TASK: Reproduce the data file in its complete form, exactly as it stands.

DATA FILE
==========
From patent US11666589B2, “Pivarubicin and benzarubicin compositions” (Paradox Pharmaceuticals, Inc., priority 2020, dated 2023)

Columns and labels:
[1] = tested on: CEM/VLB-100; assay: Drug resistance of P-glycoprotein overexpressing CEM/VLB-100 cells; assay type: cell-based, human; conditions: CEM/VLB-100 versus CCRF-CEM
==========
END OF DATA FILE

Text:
From patent US11666589B2, “Pivarubicin and benzarubicin compositions” (Paradox Pharmaceuticals, Inc., priority 2020, dated 2023)

Columns and labels:
[1] = tested on: CEM/VLB-100; assay: Drug resistance of P-glycoprotein overexpressing CEM/VLB-100 cells; assay type: cell-based, human; conditions: CEM/VLB-100 versus CCRF-CEM